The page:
Aging is hard, and independence is important, but the truth is, that not being more careful and selective about who gets to keep driving as they age, is creating a dangerous roadway for everyone else.  Seniors are outliving their ability to drive safely by an average of 7 to 10 years.  So perhaps the family doctor shouldn't be sole gate keeper when looking to solve this problem? 

I also found out that there is no national standard on how we manage drivers as they age and lose their sense of direction, mental clarity, vision and their reaction time deminishes.   Each Australian state has different, pretty easy to dodge, rules.

At a closer look, none of the ways of managing elderly drivers and their licensing seems to make any real or practical sense from a safety perspective.   See this RAGCP article on managing elderly drivers and how each state manages them :

The gatekeepers are not doing their jobs and its costing us in so many ways as a society.   As a result, people are unncessarily killed and maimed by  elderly drivers every day, and this includes children, and young adults. 

Some US statistics on aging drivers say the following: 

- In 2015, more than 6,800 older adults were killed and more than 260,000 were treated in emergency departments for motor vehicle crash injuries. This amounts to 19 older adults killed and 712 injured in crashes on average every day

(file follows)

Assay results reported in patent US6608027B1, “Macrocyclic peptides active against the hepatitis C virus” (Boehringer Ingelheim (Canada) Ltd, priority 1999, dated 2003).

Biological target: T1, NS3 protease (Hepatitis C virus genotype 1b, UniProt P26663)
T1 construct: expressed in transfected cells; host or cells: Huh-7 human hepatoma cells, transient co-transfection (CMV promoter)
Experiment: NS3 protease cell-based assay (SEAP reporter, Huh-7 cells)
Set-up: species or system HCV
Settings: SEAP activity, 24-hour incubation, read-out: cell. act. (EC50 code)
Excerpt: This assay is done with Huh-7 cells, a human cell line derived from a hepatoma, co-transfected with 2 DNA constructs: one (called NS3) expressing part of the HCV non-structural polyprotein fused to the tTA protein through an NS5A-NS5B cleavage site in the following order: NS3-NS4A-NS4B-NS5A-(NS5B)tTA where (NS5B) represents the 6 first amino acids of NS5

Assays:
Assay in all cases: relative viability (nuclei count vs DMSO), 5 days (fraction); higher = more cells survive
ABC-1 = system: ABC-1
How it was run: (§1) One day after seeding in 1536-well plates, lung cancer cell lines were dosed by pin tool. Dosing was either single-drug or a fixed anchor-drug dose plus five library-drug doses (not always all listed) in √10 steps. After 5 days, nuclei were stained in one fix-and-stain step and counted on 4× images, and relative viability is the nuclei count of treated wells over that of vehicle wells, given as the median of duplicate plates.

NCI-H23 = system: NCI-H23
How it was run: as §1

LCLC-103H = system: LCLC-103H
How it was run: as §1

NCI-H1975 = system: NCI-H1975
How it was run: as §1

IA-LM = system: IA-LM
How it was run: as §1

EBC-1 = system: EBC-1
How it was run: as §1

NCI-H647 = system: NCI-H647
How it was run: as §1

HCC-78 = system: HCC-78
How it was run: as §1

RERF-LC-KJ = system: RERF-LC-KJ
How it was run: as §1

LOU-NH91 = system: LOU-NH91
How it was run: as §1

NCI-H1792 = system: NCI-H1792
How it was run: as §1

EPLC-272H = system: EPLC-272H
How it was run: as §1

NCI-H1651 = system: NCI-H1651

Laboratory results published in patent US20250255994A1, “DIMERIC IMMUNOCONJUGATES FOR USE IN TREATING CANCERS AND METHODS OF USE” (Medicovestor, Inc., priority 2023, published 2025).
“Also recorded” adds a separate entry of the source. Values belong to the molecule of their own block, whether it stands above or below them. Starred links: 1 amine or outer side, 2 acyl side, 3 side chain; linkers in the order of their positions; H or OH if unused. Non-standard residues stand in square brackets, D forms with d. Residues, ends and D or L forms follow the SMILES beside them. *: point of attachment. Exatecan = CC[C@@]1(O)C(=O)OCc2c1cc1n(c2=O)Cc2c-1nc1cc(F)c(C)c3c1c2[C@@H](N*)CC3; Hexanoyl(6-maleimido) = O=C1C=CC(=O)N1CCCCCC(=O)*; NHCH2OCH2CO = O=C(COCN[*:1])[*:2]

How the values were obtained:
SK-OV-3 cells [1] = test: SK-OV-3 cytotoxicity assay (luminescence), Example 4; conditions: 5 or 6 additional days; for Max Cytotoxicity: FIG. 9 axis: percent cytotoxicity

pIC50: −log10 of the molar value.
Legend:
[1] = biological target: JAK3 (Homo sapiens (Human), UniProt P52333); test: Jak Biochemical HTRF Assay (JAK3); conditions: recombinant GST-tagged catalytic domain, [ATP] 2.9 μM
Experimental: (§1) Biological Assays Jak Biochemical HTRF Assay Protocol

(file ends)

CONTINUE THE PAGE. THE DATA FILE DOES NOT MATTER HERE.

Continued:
- Drivers 65 and older are 16 percent likelier than adult drivers (those 25–64 years old) to cause an accident
- Involvement in fatal crashes, per mile traveled, begins increasing among drivers ages 70‒74 and are highest among drivers ages 85 and older. 

The system is also contradictory.  When a younger person suffers an illness or situation that impairs their ability to drive, like a surgery, injury that limits their mobility, vision etc, doctors are obliged to inform the transport office, and take the person's license away, until the person can consult an occupational therapist to show they have regained the ability to properly operate a car with due care and attention.   

Take drink driving as another example.  Alcohol reduces reaction time, impairs vision, and causes confusion.  Thats why we have strict laws to prevent people from driving while intoxicated.  They are a serious danger to other road users and pedestrians.   But for some reason, when it comes to an elderly person with reduced reaction time, impaired vision and confusion, the same seriousness is not applied. That doesn't make sense!